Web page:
Rainstorms frame the action in The Killer Angels. Throughout most of the novel, the threat of rain and storm symbolizes impending violence and disaster; yet, by the end of the book, the long-anticipated eruption of a full-fledged storm symbolizes cleansing, healing, and promise. When Harrison first locates the position of the Union army at the beginning of the novel, he sees the soldiers emerging “out of a blue rainstorm in the east,” and he rides nervously through a lightning storm as he seeks the safety of the Confederate lines. This association of rain with tension is maintained when, on the first day of battle, a young Union soldier fires the battle’s first shots at Confederate skirmishers approaching in the rain. On the eve of the second day of battle, Longstreet, knowing Lee will not be dissuaded from making an unwise attack, “[smells] disaster like distant rain.” At dawn on the third and final day of battle—hours before the disastrous climax of Pickett’s Charge—Longstreet smells rain once again. Following Pickett’s Charge, lightning begins blazing in the distance, the wind carries the smell of rain, and Lee and Longstreet make plans to withdraw under cover of the weather.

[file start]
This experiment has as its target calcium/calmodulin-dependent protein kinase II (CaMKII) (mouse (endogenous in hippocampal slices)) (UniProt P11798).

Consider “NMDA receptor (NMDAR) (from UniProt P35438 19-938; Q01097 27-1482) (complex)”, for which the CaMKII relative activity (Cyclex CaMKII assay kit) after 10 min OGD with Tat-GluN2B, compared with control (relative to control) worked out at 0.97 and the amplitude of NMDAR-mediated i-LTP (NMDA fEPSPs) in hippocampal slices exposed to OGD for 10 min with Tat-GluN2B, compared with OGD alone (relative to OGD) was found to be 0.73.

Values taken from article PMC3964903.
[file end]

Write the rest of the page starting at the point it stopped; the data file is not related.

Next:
Now that the anticipated disaster has occurred (from the Confederate perspective, at least) the symbolism shifts. As Chamberlain sits on Cemetery Hill, overlooking the carnage, the rain begins to fall, washing the day’s dirt from his face; he is only able to stare at the fallen bodies illuminated by lightning. As the rain begins to pour in earnest, he feels pity for the fallen Confederates and gratitude for having experienced such a historic turning-point. A fierce storm floods Gettysburg all night, “washing … the white bones of the dead, cleansing the earth … driving the blood deep into the earth, to grow it again with the roots toward Heaven.” Even though the rain washes away the signs of suffering, it won’t efface the memory of what has happened in Gettysburg; implicitly, the blood spilled will not be wasted, but will “take root” by yielding not only military victory for the present, but greater freedoms in the future.